A man and woman should not work together in one room where there are no other coworkers as a permanent arrangement, even in a case where the issur of yichud does not apply (i.e., many people enter the room commonly or there is an open window to the street, etc.). Thus, when one seeks a place of employment, they should look to work in an arrangement where there isn’t only one man and one woman, reads one email.
Others are far-reaching in their scope, displaying a keen perception of the realities of daily frum office life:
In an office with a large number of employees of both genders, it is advisable to have both a male and a female in human resources positions, so that each staff member can deal with the employees of their respective gender regarding matters such as discussing vacation arrangements, discussing absence due to a simchah, and conducting the main parts of a job interview. With this setup in place, all details that are not essential to business will be discussed with a member of the same gender, and there will be no need to delve into the private matters of a member of the opposite gender. (An additional benefit of this setup is that excessive conversation with members of the opposite gender will be minimized.)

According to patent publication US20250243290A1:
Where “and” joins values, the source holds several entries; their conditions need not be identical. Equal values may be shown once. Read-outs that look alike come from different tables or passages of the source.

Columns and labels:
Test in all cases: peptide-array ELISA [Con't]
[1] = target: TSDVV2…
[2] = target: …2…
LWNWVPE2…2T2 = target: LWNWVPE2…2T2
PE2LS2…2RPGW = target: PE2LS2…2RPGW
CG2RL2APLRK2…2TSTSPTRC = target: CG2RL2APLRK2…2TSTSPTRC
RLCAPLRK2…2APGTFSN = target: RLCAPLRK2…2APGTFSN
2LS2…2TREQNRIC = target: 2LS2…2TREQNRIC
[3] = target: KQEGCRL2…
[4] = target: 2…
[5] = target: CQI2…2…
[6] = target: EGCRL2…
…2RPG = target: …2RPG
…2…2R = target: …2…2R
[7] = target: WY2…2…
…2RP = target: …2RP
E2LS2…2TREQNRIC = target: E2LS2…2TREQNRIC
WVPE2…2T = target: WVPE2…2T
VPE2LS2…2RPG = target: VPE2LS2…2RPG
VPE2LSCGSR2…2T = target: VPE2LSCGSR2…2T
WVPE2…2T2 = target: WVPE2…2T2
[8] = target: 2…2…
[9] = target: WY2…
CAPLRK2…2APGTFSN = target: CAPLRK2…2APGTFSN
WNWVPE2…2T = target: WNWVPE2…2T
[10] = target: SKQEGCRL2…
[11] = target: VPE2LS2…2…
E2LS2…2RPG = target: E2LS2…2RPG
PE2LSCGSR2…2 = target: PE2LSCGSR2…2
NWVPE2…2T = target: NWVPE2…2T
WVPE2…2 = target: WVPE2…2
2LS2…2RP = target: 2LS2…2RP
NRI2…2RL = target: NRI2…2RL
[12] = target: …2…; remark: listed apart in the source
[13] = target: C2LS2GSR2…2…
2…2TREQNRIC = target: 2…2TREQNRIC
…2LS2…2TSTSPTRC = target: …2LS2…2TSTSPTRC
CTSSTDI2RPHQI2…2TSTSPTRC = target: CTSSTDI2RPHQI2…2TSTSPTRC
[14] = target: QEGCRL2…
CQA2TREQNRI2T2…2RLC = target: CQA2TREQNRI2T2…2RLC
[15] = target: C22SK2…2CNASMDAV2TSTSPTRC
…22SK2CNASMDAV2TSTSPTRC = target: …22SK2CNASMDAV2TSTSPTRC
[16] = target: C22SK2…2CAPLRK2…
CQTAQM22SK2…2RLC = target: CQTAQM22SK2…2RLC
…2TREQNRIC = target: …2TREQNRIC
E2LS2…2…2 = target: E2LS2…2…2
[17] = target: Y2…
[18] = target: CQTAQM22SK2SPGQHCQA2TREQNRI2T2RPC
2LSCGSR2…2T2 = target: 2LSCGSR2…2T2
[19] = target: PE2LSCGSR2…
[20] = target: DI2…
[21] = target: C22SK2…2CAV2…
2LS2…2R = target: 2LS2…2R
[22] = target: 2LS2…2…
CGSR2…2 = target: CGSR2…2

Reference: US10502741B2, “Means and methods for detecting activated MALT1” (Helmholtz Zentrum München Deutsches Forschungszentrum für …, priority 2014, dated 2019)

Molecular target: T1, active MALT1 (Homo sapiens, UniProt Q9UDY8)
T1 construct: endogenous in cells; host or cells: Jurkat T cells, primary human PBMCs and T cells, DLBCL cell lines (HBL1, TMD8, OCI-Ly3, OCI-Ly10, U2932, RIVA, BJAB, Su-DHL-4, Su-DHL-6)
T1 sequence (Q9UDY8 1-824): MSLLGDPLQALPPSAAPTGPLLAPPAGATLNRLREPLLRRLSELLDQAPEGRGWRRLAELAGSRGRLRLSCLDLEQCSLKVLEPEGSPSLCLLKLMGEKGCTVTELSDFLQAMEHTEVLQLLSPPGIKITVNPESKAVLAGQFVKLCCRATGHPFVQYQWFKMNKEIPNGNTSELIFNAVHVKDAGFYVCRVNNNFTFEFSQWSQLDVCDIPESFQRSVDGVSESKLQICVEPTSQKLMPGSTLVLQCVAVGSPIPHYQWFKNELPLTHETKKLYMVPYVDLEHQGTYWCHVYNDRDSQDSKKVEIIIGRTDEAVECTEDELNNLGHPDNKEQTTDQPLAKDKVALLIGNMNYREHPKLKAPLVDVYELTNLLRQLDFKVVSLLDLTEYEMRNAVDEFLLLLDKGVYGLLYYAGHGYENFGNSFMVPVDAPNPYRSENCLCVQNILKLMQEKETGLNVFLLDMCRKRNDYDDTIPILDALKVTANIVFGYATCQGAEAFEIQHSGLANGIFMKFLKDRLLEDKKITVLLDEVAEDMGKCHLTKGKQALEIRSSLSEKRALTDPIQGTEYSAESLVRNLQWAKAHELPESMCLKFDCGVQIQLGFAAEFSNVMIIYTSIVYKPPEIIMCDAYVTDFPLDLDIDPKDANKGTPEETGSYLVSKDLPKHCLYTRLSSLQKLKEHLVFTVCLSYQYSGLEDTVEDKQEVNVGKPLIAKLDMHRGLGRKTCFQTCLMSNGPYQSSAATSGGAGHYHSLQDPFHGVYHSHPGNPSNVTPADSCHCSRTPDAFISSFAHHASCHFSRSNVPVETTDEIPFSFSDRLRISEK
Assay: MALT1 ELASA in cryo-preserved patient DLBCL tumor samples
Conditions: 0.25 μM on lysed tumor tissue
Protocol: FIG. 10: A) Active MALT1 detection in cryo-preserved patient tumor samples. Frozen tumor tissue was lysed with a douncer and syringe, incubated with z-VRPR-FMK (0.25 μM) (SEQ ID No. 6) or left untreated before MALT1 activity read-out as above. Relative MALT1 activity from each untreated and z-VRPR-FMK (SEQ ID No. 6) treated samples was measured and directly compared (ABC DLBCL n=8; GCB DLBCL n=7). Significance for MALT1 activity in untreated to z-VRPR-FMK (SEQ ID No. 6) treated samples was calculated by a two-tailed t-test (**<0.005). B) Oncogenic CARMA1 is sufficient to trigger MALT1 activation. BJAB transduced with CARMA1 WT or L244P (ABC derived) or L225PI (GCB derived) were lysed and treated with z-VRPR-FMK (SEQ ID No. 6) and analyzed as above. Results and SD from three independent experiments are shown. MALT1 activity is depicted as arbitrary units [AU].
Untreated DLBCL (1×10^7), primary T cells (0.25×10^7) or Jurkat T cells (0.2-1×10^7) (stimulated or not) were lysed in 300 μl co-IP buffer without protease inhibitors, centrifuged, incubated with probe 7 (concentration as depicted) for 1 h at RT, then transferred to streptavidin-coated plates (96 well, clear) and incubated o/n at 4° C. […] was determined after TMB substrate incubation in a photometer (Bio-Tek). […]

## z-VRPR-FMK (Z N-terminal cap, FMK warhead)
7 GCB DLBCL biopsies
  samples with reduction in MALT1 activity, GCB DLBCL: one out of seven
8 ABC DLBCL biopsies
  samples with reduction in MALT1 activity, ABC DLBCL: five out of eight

Employees started forwarding the emails to their friends, who in turn shared them with their coworkers and colleagues. A well-placed ad brought several hundred people clamoring for the emails. People started replying to the emails with practical she’eilos, and answers were provided in real time, a process that helped broaden the scope of the emails even further. A popular speaker mentioned it to her listeners, pushing subscriptions into the thousands.
A movement of was born.
Today, Doeihu’s emails reach offices in every corner of the globe; wherever frum Yidden can be found, businessmen and women at every corporate level open their inboxes daily to a clearly written email outlining a relevant halachah. A user-friendly website includes a list of source sheets used in the daily email.
Feedback pours into the Doeihu offices, including stories of how employees and employers alike have upgraded their compliance with halachah thanks to the awareness and knowledge contained in the emails.